LOVERS in a Dangerous Spacetime: an excellent co-operative game, and no one player is dragging the other(s) along. Note: LOVERS is an acronym, and the spaceship is powered by the “ardor reactor” and the power of love. The actual characters are cute bunnies/frogs/etc. ($15)
SNES Classic (mentioned above). An excellent value for the money, and it will introduce your children to video game history. Nearly all of the games included were groundbreaking when they were first introduced and have stood the test of time – true classics. ($80)
Nintendo Switch: it’s an excellent time to buy it. Between Legend of Zelda: Breath of the Wild and Super Mario Odyssey, this is an excellent buy for your kids. A home console that is also a handheld seems too good to be true, but it really does work and is sturdier than it looks. ($300 + games)
Note: if you have Amazon Prime, you get 20% off pre-ordered video games. What a deal!
Mario Kart 8 Deluxe: among other things, it has accessibility controls that actually make it possible for a 2 or 3 year old to really play! This may be added to the Smith family Christmas list, even though we already have Mario Kart 8 for the WiiU. Especially since with the Switch, you and your kids can play it anywhere. ($60)
Splatoon 2: A great way to introduce a third-person shooter to your kids, without any of the PvP violence usually associated with shooters. And it will help your kids develop the skills they will want when they grow up and want to play Call of Duty. ($60)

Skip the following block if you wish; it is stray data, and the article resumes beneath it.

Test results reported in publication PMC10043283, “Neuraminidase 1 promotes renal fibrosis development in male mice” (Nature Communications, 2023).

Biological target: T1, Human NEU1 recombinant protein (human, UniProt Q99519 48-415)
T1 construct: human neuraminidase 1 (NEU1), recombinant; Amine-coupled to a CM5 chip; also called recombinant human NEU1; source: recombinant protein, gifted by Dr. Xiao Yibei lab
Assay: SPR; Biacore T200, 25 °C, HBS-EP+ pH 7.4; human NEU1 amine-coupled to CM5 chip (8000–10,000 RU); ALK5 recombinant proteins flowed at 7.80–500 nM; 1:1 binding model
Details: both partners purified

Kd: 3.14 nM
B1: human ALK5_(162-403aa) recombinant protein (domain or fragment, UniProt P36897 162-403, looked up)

Mario + Rabbids Kingdom Battle: A turn-based strategy game. Not a great introduction, but great for moms & dads who grew up playing Final Fantasy Tactics, XCom, or other heavy strategy games. It’s a challenging game, but also inviting. Not for everyone, but perfect if you enjoy strategy games and would like to be able to play in front of and with your children. ($60)
Rocket League: if your kids want to play something that looks more grown-up. Adults and older kids can hone skills; young kids can have fun driving up the wall and bouncing the ball around. ($20-60 depending on platform)
If your kids are getting old enough that they really want to play Call of Duty, Gears of War, and other M-rated shooting games, you could compromise with one of these T-rated games instead.
Star Wars Battlefront 2: You are a clone trooper or rebel trooper. The dead just give off sparks. This version introduces a single player story mode, but the first version ($20) is also good. TURN OFF VOICE CHAT in multiplayer. ($60)